In order to assess the samples in the PC space the difference measures T2 and Q were applied [3]. Thereby T2 is the Mahalanobis distance between a sample and the centre of the PC space, demonstrating the accordance with the model. I.e. the higher the T2 value, the higher the probability of the sample not belonging to the population of the training set. Q is the residual, the perpendicular distance between the sample and the hyper-plane represented by the chosen PCs.

In this T2-Q plane, the samples of the control group and the pathologic groups can be represented. In order to find out how the parameters influence the position of a sample, test samples were created with mean values in all but one parameter. Interestingly some parameters had almost no influence, whereas high/low values in the force parameter F3 and especially in the time parameters T1, T2, T3 and T6 resulted in rather extreme values in T2 and Q, and with that in a position in the T2-Q plane far away from the samples of the control group.

The application of the model on the control group and the pathologic groups revealed that most of the rear foot objects are distinguished from “normal” by their T2 value; the Q values are similar to those of the control group. Many forefoot operated subjects differ in both T2 and Q values. The dorsum operated subjects have “normal” Q values, some differ in T2. This is the group of which most samples are close to the control group.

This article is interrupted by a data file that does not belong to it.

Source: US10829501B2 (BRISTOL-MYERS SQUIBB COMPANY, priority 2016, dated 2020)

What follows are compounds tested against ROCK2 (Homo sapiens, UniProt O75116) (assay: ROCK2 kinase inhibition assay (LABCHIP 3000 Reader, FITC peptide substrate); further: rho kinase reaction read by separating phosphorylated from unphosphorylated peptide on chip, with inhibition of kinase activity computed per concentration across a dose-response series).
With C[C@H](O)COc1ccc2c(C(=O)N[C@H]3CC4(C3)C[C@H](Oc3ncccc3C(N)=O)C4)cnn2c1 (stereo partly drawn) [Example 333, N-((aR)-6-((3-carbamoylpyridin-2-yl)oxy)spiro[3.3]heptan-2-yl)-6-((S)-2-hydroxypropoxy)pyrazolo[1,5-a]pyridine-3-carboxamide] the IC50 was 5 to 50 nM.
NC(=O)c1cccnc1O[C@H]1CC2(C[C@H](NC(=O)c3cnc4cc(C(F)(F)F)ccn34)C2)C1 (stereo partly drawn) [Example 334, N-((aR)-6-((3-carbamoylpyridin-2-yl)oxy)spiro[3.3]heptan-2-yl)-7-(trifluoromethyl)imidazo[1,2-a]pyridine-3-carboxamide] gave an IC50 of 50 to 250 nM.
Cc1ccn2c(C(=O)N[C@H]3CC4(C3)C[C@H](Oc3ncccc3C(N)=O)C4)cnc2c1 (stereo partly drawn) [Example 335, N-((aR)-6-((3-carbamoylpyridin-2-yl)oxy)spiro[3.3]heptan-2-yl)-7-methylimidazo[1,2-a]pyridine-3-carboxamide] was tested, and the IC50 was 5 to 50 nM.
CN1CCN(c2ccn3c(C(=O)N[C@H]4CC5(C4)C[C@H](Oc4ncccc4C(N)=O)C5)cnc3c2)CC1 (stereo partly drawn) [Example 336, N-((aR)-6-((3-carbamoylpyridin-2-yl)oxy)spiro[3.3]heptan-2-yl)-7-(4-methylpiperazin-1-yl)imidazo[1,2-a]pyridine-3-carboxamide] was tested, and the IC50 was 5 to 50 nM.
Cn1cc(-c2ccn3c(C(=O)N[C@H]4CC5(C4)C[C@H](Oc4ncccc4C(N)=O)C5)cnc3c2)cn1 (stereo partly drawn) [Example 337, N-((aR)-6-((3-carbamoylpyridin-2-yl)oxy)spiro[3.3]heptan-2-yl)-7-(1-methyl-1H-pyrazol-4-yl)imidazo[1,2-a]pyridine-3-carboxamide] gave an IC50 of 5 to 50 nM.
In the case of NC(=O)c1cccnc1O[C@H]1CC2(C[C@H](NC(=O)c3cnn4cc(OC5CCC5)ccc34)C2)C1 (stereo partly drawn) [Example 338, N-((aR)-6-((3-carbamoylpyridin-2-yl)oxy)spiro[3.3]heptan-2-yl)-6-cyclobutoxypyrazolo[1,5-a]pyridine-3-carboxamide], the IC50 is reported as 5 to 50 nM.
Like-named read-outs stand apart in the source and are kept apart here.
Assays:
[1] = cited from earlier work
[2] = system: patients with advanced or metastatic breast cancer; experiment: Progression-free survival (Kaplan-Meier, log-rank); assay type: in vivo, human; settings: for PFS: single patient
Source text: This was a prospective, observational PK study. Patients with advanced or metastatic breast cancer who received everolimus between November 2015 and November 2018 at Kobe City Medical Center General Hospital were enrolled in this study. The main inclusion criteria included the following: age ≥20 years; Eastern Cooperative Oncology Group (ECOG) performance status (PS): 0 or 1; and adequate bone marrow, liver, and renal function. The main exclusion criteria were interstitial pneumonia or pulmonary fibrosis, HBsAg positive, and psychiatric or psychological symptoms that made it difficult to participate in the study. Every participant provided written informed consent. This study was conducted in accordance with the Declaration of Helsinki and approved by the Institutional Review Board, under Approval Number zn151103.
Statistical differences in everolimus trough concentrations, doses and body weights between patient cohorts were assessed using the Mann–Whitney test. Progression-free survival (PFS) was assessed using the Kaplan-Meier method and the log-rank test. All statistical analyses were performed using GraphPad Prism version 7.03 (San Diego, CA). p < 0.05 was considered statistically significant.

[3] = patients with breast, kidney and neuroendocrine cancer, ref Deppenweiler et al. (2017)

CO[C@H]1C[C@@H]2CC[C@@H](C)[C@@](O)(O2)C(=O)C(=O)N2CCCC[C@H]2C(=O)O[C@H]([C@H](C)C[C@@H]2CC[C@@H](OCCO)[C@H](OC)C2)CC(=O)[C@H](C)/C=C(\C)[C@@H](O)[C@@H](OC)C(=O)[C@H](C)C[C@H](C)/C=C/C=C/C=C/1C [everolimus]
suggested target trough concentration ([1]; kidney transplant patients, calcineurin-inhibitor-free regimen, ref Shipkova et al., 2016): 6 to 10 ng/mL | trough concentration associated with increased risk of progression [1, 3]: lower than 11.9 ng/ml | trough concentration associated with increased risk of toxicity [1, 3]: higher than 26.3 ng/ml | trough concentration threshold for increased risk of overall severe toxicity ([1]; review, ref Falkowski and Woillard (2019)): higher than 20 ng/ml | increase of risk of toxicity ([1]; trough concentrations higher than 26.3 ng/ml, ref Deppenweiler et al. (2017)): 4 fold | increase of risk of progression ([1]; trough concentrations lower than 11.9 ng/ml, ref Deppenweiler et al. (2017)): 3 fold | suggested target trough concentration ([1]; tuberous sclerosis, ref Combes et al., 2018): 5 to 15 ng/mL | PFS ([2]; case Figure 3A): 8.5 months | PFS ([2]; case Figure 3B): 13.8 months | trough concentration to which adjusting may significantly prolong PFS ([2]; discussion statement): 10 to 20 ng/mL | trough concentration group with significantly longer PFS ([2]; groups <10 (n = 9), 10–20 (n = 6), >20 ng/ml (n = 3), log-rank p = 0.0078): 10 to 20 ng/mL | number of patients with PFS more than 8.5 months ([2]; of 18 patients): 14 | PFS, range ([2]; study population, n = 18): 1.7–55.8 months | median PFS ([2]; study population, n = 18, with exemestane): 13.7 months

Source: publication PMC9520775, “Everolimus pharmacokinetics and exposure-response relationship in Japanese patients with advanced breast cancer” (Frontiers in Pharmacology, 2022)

Some samples were used to verify that the position in the T2-Q plane can give information about the kind of deviation from the control group. In order to obtain a numerical description that summarizes the consistency of the sample with the “normal gait”, the Mahalanobis distance between a sample and the training set in the T2-Q plane is used. With this statistical indicator a region for “normal gait” can be defined. No conclusions about the distributions regarding the T2 and Q values could be drawn, because it showed that not all of the 12 original variables are approximately Gaussian distributed. Thus a nonparametric method, the bootstrap, was applied (with 2000 resamples using all subjects from the control group) to determine a 95% confidence interval for the 95% quantile, i.e. the region containing 95% of the samples of the control group. The plot of the borders together with the samples of the forefoot operated subjects can be seen in figure 1 [Fig. 1].


Most of the subjects from the rear foot and the forefoot group are distant in the model from the control group, whereas samples from the dorsum group are rather near. The parameter values of the dorsum samples and the PCs of the dorsum group show that it has a variance structure which is more similar to that of the control group than that of the rear foot and the forefoot group. This confirms that subjects operated at the dorsum have a gait that is rather similar to “normal” gait, whereas injuries at the plantar area have a severe influence on the gait.

The T2 and Q values give a useful indication about which parameters characterise “unnormal” gait: the values of some dynamic parameters have a great influence on the position of a trial in the T2−Q plane while others are almost irrelevant. Namely the force variable F3 and the time variables T1, T2, T3 and T6 turned out to be important. Indeed in these parameters the dorsum group is similar to the control group.

Discussion and Conclusion

The principal component analysis is an appropriate method of finding out which variables (F3, T1, T2, T3 and T6) of the recorded data are important in a sense of detecting “unnormality”. Therefore the Mahalanobis distance in the T2−Q plane can be used as a statistical indicator to characterise the gait of different subjects in respect to their accordance with the model.

Thanks to

F. Verdini, Dipartimento di Ingegneria Informatica Gestionale e dell’Automazione, Università Politecnica delle Marche, Ancona, Italy